Navigating the Dubai Legal System
Hi, Sunil here to discuss the Dubai legal system
If you have no background on the legal system in Dubai, then you are in for a fun ride.
Imagine a hybrid of traditional Islamic (Muslim) law combined with modern civil law that is commonly practiced in Europe and nearby countries.
Islamic principles, however, govern the core of most legislation.
So if you are accustomed to a common law system that is used in the United Kingdom, you must take time to understand Dubai law as it is quite different.
The Dubai legal system (and the UAE as a whole) does not rely much on satutes (case law) and precedents (previous decisions made in similar cases) like civil law systems do (United States comes to mind here).
Thereby, no written constitution governs the legislation.
There is no single written constitution within the Dubai legal system.
However there are different laws for companies, labor, real estate, intellectual property, etc.
This is 'per se' the legal legislation governing cases that fall in each category. Can you see how scattered court cases can get? What if the case trespasses into another category? What if a similar case in the past was ruled differently?
To establish some order, the legal system in Dubai has enacted some commercial and civil codes that have glued the legal system together a bit and have formed some type of order. The problem however is that these codes are not flexible (no room for judgment) and leads to inappropriate use of authoritarian power. This is not just in Dubai my friend. Such is the case in most Middle Eastern countries.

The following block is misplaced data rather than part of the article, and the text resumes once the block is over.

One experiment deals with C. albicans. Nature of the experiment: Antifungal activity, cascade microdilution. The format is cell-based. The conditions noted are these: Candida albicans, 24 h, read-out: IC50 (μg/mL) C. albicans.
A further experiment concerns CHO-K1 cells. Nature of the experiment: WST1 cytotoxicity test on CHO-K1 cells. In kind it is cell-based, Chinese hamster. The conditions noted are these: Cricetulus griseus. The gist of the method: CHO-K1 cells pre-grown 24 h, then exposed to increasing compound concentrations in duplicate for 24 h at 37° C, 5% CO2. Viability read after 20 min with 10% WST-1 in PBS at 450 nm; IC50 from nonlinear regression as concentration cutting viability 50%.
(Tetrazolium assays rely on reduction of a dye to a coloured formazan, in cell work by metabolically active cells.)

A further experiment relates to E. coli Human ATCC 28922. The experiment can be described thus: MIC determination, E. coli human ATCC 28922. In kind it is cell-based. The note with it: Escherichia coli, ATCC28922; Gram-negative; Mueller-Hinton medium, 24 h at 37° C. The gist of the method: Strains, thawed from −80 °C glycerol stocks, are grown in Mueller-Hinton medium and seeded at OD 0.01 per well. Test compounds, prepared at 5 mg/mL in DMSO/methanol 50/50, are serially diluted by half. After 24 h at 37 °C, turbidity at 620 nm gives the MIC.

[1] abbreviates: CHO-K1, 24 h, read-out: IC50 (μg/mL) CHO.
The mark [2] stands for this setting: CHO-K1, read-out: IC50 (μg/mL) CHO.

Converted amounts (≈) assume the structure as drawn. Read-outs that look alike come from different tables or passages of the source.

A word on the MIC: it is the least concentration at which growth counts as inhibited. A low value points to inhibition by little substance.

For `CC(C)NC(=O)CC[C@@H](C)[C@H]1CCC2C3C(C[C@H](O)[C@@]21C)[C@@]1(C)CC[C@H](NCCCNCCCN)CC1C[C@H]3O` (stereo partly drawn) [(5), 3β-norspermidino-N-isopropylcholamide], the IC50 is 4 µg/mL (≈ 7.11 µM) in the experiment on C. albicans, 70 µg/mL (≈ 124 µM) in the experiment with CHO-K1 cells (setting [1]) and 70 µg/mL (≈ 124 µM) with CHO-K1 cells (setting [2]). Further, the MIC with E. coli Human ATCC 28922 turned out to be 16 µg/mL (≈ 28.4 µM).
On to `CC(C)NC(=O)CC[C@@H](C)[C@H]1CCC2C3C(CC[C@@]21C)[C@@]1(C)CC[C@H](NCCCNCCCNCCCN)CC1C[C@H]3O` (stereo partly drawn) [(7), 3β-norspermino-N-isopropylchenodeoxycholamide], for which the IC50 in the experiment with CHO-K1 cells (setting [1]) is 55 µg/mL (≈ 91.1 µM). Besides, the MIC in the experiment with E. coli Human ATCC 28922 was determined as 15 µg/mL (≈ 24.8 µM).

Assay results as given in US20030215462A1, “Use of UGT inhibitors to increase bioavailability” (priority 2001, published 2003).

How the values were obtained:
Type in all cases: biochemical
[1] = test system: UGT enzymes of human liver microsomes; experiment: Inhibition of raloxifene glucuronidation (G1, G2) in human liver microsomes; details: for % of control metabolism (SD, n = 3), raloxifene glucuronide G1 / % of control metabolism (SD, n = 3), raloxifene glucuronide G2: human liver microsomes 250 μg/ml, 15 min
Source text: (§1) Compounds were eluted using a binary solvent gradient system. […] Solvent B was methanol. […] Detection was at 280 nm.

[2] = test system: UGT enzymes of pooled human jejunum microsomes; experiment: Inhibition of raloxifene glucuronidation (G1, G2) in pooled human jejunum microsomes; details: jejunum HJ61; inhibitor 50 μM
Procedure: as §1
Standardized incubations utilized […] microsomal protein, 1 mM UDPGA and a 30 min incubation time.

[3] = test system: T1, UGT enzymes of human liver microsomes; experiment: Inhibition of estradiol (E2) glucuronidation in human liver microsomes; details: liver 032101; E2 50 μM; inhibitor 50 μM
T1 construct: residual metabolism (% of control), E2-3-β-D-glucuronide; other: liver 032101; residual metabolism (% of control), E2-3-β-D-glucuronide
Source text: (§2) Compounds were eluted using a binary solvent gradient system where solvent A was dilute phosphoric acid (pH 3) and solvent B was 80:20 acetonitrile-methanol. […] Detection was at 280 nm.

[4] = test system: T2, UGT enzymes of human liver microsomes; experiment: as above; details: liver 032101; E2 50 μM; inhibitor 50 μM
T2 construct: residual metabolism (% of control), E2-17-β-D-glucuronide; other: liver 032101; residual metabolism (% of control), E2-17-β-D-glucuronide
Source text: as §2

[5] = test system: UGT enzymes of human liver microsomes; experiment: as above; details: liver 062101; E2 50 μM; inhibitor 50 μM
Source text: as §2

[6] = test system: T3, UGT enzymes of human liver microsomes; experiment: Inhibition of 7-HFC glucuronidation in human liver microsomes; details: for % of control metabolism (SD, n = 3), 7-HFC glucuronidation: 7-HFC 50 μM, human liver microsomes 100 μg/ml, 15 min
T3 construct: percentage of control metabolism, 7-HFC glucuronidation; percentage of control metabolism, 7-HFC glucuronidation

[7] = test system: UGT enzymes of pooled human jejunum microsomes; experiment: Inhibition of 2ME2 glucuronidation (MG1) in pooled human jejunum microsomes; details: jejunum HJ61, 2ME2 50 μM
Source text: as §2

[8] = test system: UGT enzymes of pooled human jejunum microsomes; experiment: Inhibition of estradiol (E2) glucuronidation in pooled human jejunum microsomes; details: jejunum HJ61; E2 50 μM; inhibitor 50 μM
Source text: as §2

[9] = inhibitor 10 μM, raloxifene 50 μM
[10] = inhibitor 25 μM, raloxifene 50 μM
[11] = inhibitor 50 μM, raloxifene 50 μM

So as you can imagine, because of the comingled nature of the legal system, the physical infrastructure is split into a dual court system in Dubai. There is the Sharia (traditional) courts and then the modern civil courts. Each handle different types of cases.
Laws are written in Arabic in a book called the gazette. You will find many English translations of these laws, but finding discrepancies from one version to another is very common. That is why I do not recommend relying on translations. Your best bet is to engage a qualified professional.
Documentation, proceedings, contracts and transcribing is all done in Arabic as well. Yes, getting involved in the legal system can be a nightmare for a non Arabic speaking expat living in Dubai (which is probably over 70% of the population).
Remember that although English translations / versions are allowed in most cases, always have an original copy in Arabic drafted as well, especially if you are engaged in an important legal transaction. Make sure the two documents say the same thing. Whenever there is a discrepancy, the document in Arabic will always be favored.
Would I recommend you go at your legal business all alone? Never. There are two things that I always recommend: